Special Issue "Metal-Based Nanomaterials for Biomedical, Agricultural, and Environmental Applications: Prospects and Uncertainties"
Deadline for manuscript submissions: 15 December 2023 | Viewed by 18246
Interests: nanotoxicology; plant nanobiotechnology; antibacterial nanomaterials; carbon nanomaterials; bioaccumulation of nanoparticles
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Recently, metal-based nanomaterials such as metal nanoparticles, metal oxides, and hybrid nanomaterials, have found wide application in various fields.In biomedicine, these nanomaterials are used to develop promising biosensors, drug and gene delivery instruments, theranostic agents, antibacterial and anticancer drugs, and tissue engineering constructs.
In agriculture and the food industry, metal-based nanomaterials are used to develop smart fertilizers, growth regulators, pesticides, soil improvers, biosensors, and packaging materials.
In environmental protection, metal-based nanomaterials are being considered for the removal of contaminants from air, water, and soil, soil remediation, catalytic conversion of carbon dioxide, and green energy applications.
At the same time, the sustainable use of metal-based nanomaterials is not possible without a comprehensive assessment of their safety for the environment, including transfer in food chains, as well as for human health.
Papers dedicated to all of these topics are welcome in the Special Issue. In addition, works presenting new methods and research results for nano-bio interfaces are also welcome.
Dr. Alexander Gusev
Manuscript Submission Information
Manuscripts should be submitted online at www.mdpi.com by registering and logging in to this website. Once you are registered, click here to go to the submission form. Manuscripts can be submitted until the deadline. All submissions that pass pre-check are peer-reviewed. Accepted papers will be published continuously in the journal (as soon as accepted) and will be listed together on the special issue website. Research articles, review articles as well as short communications are invited. For planned papers, a title and short abstract (about 100 words) can be sent to the Editorial Office for announcement on this website.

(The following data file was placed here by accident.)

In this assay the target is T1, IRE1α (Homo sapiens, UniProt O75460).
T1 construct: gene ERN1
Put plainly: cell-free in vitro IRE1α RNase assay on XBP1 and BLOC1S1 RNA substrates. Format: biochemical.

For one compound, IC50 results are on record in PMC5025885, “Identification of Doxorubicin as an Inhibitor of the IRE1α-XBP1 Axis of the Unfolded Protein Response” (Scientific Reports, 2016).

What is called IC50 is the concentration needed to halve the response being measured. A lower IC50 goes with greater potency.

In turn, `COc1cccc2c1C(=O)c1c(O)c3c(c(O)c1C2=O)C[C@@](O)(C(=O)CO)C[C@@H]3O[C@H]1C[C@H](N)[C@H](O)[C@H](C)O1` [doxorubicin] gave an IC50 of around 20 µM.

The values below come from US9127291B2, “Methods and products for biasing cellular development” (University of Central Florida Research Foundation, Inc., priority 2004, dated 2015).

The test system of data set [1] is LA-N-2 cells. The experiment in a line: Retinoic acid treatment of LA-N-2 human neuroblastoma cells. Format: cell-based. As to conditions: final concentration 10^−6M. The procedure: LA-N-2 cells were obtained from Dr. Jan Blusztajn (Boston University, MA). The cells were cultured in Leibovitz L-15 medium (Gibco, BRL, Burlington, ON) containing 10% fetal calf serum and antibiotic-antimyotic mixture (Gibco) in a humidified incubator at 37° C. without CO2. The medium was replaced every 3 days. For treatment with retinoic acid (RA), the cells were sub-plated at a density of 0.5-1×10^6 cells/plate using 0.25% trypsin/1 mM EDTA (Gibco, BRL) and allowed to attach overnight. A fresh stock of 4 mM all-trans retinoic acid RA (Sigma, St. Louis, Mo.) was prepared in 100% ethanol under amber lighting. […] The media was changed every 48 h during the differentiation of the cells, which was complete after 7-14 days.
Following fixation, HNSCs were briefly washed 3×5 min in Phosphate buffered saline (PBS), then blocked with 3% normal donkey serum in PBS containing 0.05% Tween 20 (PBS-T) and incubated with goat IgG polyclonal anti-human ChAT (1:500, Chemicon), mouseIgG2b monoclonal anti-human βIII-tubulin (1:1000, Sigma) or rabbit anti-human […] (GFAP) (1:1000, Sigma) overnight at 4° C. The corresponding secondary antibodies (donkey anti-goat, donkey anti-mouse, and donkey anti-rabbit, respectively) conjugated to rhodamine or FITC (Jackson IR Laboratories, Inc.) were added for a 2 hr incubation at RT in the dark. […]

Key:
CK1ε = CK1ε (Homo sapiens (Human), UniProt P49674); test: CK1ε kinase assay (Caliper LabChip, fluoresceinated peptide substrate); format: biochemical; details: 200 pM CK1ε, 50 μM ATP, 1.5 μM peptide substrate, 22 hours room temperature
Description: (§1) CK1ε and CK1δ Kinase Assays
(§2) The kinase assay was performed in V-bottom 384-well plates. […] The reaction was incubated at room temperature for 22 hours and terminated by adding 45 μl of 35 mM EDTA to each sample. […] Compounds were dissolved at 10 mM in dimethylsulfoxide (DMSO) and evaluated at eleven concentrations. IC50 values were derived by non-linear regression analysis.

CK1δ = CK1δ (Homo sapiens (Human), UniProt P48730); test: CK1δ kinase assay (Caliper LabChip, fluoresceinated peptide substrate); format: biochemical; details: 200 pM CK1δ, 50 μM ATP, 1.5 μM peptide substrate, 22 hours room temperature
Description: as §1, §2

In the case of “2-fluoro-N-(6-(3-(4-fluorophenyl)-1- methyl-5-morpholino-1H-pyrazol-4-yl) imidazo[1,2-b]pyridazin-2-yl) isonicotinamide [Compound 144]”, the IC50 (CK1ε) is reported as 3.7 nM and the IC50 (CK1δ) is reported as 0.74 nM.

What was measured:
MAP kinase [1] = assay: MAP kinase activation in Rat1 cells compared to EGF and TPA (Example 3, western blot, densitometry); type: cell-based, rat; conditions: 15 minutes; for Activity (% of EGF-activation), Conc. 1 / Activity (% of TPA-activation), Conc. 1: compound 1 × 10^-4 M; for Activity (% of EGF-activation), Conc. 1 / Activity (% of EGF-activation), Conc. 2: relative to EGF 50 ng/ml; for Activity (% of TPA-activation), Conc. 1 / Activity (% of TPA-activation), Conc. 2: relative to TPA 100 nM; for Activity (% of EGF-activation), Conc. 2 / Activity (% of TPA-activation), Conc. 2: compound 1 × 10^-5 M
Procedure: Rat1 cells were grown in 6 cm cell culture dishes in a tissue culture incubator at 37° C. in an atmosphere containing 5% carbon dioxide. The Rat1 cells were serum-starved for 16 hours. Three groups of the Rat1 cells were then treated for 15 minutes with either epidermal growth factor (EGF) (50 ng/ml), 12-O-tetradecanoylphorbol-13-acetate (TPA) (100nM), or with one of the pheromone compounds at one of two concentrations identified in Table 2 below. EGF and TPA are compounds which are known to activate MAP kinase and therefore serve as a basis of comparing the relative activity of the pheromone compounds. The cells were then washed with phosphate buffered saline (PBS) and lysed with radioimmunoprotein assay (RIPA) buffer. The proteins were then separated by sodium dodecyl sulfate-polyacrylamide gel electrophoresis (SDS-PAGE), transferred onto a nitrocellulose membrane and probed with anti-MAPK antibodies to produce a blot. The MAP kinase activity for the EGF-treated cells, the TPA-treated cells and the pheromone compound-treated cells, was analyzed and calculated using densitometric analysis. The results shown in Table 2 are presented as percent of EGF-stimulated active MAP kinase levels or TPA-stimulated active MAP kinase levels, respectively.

Submitted manuscripts should not have been published previously, nor be under consideration for publication elsewhere (except conference proceedings papers). All manuscripts are thoroughly refereed through a single-blind peer-review process. A guide for authors and other relevant information for submission of manuscripts is available on the Instructions for Authors page. Nanomaterials is an international peer-reviewed open access semimonthly journal published by MDPI.
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- metal-based nanomaterials
- nano-bio interface
The below list represents only planned manuscripts. Some of these manuscripts have not been received by the Editorial Office yet. Papers submitted to MDPI journals are subject to peer-review.
Title: Molecularly Targeted Lanthanide Nanoparticles for Cancer Theranostic Applications
Authors: Guillermina Ferro-Flores; Alejandra Ancira-Cortez; Blanca Ocampo- García; Laura Meléndez-Alafort
Affiliation: 1 Department of Radioactive Materials, Instituto Nacional de Investigaciones Nucleares, Ocoyoacac 52750, Mexico 2 Immunology and Molecular Oncology Unit, Veneto Institute of Oncology IOV-IRCCS, Via Gattamelata 64, 35138 Padova, Italy * Correspondence: firstname.lastname@example.org
Abstract: Abstract Injectable colloidal solutions of lanthanide oxides (nanoparticles between 10 and 100 nm in size) have demonstrated high biocompatibility and no toxicity when the nanoparticulate units are functionalized with specific biomolecules that molecularly target various proteins in the tumor microenvironment. Among the proteins successfully targeted by functionalized lanthanide nanoparticles are fibroblast activation protein (FAP), programmed death ligand (PD-L1), gastrin-releasing peptide receptor (GRP-R), prostate-specific membrane antigen (PSMA), and integrins associated with tumor neovasculature. Lutetium, samarium, europium, holmium, and terbium, either as lanthanide oxide nanoparticles or as nanoparticles doped with lanthanide ions, have demonstrated their theranostic potential through their ability to generate molecular images by magnetic resonance, nuclear, optical, or computed tomography imaging. Likewise, photodynamic therapy, targeted radiotherapy (neutron-activated nanoparticles), and image-guided tumor therapy are some examples of their potential therapeutic applications. This review provides an overview of cancer theranostics based on lanthanide nanoparticles coated with specific peptides targeting the tumor microenvironment.